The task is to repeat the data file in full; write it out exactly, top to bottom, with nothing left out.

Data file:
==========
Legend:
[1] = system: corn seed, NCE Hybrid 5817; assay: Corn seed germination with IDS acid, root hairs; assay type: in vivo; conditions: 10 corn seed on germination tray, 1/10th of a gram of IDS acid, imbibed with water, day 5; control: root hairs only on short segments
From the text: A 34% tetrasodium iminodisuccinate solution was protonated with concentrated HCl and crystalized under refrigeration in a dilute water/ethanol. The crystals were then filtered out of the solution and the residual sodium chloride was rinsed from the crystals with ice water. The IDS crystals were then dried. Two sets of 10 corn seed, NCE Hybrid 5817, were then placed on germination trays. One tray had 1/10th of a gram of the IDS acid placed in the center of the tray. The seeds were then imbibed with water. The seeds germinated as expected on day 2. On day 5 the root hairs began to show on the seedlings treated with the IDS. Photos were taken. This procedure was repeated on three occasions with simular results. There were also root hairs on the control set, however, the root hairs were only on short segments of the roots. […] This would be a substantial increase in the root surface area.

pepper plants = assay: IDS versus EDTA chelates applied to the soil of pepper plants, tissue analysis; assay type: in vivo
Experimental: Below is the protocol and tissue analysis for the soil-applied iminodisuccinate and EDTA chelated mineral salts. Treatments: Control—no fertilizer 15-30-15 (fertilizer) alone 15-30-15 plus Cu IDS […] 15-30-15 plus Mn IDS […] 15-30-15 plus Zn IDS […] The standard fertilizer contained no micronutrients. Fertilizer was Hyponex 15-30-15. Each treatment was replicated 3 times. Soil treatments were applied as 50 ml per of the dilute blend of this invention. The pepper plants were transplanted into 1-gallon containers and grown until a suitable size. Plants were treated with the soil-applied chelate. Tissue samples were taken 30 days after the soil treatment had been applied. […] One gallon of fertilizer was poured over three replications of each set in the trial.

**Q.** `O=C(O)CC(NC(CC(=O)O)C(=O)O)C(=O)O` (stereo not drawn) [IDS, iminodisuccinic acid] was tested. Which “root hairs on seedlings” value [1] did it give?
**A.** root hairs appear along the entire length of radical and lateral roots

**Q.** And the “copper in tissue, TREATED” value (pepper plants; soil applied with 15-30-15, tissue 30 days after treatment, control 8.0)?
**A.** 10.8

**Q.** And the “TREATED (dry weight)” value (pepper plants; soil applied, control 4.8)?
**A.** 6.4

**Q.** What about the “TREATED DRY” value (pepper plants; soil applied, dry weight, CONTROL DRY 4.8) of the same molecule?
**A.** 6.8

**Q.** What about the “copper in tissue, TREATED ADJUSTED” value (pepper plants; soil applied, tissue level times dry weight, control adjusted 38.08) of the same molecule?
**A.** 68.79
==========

Legend:
[1] = system: corn seed, NCE Hybrid 5817; assay: Corn seed germination with IDS acid, root hairs; assay type: in vivo; conditions: 10 corn seed on germination tray, 1/10th of a gram of IDS acid, imbibed with water, day 5; control: root hairs only on short segments
From the text: A 34% tetrasodium iminodisuccinate solution was protonated with concentrated HCl and crystalized under refrigeration in a dilute water/ethanol. The crystals were then filtered out of the solution and the residual sodium chloride was rinsed from the crystals with ice water. The IDS crystals were then dried. Two sets of 10 corn seed, NCE Hybrid 5817, were then placed on germination trays. One tray had 1/10th of a gram of the IDS acid placed in the center of the tray. The seeds were then imbibed with water. The seeds germinated as expected on day 2. On day 5 the root hairs began to show on the seedlings treated with the IDS. Photos were taken. This procedure was repeated on three occasions with simular results. There were also root hairs on the control set, however, the root hairs were only on short segments of the roots. […] This would be a substantial increase in the root surface area.

pepper plants = assay: IDS versus EDTA chelates applied to the soil of pepper plants, tissue analysis; assay type: in vivo
Experimental: Below is the protocol and tissue analysis for the soil-applied iminodisuccinate and EDTA chelated mineral salts. Treatments: Control—no fertilizer 15-30-15 (fertilizer) alone 15-30-15 plus Cu IDS […] 15-30-15 plus Mn IDS […] 15-30-15 plus Zn IDS […] The standard fertilizer contained no micronutrients. Fertilizer was Hyponex 15-30-15. Each treatment was replicated 3 times. Soil treatments were applied as 50 ml per of the dilute blend of this invention. The pepper plants were transplanted into 1-gallon containers and grown until a suitable size. Plants were treated with the soil-applied chelate. Tissue samples were taken 30 days after the soil treatment had been applied. […] One gallon of fertilizer was poured over three replications of each set in the trial.

**Q.** `O=C(O)CC(NC(CC(=O)O)C(=O)O)C(=O)O` (stereo not drawn) [IDS, iminodisuccinic acid] was tested. Which “root hairs on seedlings” value [1] did it give?
**A.** root hairs appear along the entire length of radical and lateral roots

**Q.** And the “copper in tissue, TREATED” value (pepper plants; soil applied with 15-30-15, tissue 30 days after treatment, control 8.0)?
**A.** 10.8

**Q.** And the “TREATED (dry weight)” value (pepper plants; soil applied, control 4.8)?
**A.** 6.4

**Q.** What about the “TREATED DRY” value (pepper plants; soil applied, dry weight, CONTROL DRY 4.8) of the same molecule?
**A.** 6.8

**Q.** What about the “copper in tissue, TREATED ADJUSTED” value (pepper plants; soil applied, tissue level times dry weight, control adjusted 38.08) of the same molecule?
**A.** 68.79